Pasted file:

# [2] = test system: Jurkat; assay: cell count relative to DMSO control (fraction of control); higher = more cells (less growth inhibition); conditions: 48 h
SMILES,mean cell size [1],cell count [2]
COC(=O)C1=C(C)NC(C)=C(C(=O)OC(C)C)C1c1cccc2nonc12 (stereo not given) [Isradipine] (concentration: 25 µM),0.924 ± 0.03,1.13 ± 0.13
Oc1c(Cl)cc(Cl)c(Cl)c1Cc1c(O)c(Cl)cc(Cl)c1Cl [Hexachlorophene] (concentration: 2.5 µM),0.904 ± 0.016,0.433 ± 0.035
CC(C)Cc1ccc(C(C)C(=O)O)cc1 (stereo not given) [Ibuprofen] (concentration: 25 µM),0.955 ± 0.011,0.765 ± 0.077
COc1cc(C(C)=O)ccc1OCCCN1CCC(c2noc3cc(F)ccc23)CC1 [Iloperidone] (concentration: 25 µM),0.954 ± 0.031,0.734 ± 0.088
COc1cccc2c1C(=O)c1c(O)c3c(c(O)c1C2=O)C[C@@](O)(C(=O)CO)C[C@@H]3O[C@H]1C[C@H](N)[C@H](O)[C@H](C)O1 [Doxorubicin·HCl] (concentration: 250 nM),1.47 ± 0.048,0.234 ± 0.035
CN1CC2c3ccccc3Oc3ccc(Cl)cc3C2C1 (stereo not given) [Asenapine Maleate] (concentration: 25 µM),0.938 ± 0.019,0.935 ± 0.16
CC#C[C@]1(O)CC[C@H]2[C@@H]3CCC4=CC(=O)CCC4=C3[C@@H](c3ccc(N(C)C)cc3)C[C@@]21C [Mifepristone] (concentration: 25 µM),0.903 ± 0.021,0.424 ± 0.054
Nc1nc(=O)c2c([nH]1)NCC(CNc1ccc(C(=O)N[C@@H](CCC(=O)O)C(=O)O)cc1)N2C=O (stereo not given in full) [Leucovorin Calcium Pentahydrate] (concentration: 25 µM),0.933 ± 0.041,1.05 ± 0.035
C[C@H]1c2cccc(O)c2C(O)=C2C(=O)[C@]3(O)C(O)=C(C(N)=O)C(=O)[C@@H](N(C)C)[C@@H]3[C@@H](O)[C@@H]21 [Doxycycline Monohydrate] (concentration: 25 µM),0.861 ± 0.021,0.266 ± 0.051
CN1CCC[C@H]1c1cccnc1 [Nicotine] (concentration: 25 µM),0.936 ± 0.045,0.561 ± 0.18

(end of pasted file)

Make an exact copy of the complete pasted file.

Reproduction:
# [2] = test system: Jurkat; assay: cell count relative to DMSO control (fraction of control); higher = more cells (less growth inhibition); conditions: 48 h
SMILES,mean cell size [1],cell count [2]
COC(=O)C1=C(C)NC(C)=C(C(=O)OC(C)C)C1c1cccc2nonc12 (stereo not given) [Isradipine] (concentration: 25 µM),0.924 ± 0.03,1.13 ± 0.13
Oc1c(Cl)cc(Cl)c(Cl)c1Cc1c(O)c(Cl)cc(Cl)c1Cl [Hexachlorophene] (concentration: 2.5 µM),0.904 ± 0.016,0.433 ± 0.035
CC(C)Cc1ccc(C(C)C(=O)O)cc1 (stereo not given) [Ibuprofen] (concentration: 25 µM),0.955 ± 0.011,0.765 ± 0.077
COc1cc(C(C)=O)ccc1OCCCN1CCC(c2noc3cc(F)ccc23)CC1 [Iloperidone] (concentration: 25 µM),0.954 ± 0.031,0.734 ± 0.088
COc1cccc2c1C(=O)c1c(O)c3c(c(O)c1C2=O)C[C@@](O)(C(=O)CO)C[C@@H]3O[C@H]1C[C@H](N)[C@H](O)[C@H](C)O1 [Doxorubicin·HCl] (concentration: 250 nM),1.47 ± 0.048,0.234 ± 0.035
CN1CC2c3ccccc3Oc3ccc(Cl)cc3C2C1 (stereo not given) [Asenapine Maleate] (concentration: 25 µM),0.938 ± 0.019,0.935 ± 0.16
CC#C[C@]1(O)CC[C@H]2[C@@H]3CCC4=CC(=O)CCC4=C3[C@@H](c3ccc(N(C)C)cc3)C[C@@]21C [Mifepristone] (concentration: 25 µM),0.903 ± 0.021,0.424 ± 0.054
Nc1nc(=O)c2c([nH]1)NCC(CNc1ccc(C(=O)N[C@@H](CCC(=O)O)C(=O)O)cc1)N2C=O (stereo not given in full) [Leucovorin Calcium Pentahydrate] (concentration: 25 µM),0.933 ± 0.041,1.05 ± 0.035
C[C@H]1c2cccc(O)c2C(O)=C2C(=O)[C@]3(O)C(O)=C(C(N)=O)C(=O)[C@@H](N(C)C)[C@@H]3[C@@H](O)[C@@H]21 [Doxycycline Monohydrate] (concentration: 25 µM),0.861 ± 0.021,0.266 ± 0.051
CN1CCC[C@H]1c1cccnc1 [Nicotine] (concentration: 25 µM),0.936 ± 0.045,0.561 ± 0.18